If your company is preparing a big-money proposal for a prospective client looking for a horse, be careful you don’t end up delivering a camel.
What does that mean? A camel, as the saying goes, is a horse designed by committee. The idea is that, when a committee gets together to design a horse, the result is so muddled that the end product is something that looks nothing like a horse … ie, it turns out to be a camel.
While the saying isn’t really fair to horses or camels — both of which are perfectly suited for their respective environments — it does properly reflect the problem with committees. (User-experience developer Erik Flowers offers a more horse-and camel-friendly alternative in his blog: “A committee is a cul-de-sac into which ideas are lured and then quietly strangled.”)
As Wikipedia puts it, “The defining characteristics of ‘design by committee’ are needless complexity, internal inconsistency, logical flaws, banality and the lack of a unifying vision.”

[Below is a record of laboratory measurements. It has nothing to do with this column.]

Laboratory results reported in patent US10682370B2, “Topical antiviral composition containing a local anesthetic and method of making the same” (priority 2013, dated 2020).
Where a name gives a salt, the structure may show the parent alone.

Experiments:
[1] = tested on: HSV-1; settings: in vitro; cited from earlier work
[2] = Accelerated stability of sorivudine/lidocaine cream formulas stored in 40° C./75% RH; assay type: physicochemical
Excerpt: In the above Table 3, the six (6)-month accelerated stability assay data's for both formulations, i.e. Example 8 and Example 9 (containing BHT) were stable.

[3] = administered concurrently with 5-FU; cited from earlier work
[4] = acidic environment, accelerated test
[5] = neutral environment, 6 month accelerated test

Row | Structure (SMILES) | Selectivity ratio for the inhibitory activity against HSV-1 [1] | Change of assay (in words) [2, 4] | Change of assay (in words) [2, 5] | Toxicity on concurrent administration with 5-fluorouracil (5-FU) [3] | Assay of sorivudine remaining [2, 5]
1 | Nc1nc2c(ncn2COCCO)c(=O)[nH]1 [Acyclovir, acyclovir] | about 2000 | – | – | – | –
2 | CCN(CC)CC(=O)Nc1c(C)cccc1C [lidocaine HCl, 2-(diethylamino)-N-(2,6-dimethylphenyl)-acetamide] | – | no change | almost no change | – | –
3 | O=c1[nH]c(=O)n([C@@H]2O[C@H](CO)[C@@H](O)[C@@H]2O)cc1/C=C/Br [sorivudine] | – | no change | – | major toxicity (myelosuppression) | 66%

All those characteristics will work against your company when you’re trying to win new business through a request for proposal (RFP). The last thing any prospective customer wants is a firm offering a solution or service that’s needlessly complex, inconsistent, flawed, banal and lacking vision.
So how can you avoid the endless and futile cycle of writing and editing a proposal by committee? Here are a few keys to remember:
- Have one person charged with the final OK. Proposal-writing by committee falls down when there’s no clear leader at the helm. One person — whether it’s the CEO or the director of sales — needs to direct the process and have the last word when it comes to signing off on a bid.
- Set a clear objective. Before writing one word of a proposal, specify exactly what you want to achieve first. And keep that objective in the forefront throughout the bid process to make sure you don’t become sidetracked.
- Get everyone involved in the same room. Ideally, all the people involved in writing the proposal should meet for real, in the same room, at least a few times throughout the process, particularly in the beginning and the end. If that’s not possible, get everyone together in a virtual setting — say, a cloud-based meeting — to go over the bid. Nothing contributes to confusion like multiple one-on-one or email discussions between a couple of people here, three or four people there, without any overall coordination.
- Defer to the experts. If your communications pro says the sales department’s message is unclear, let comms handle the edit. Second-guessing the people with expertise in one area is a sure route to horse that ends up looking like a camel.
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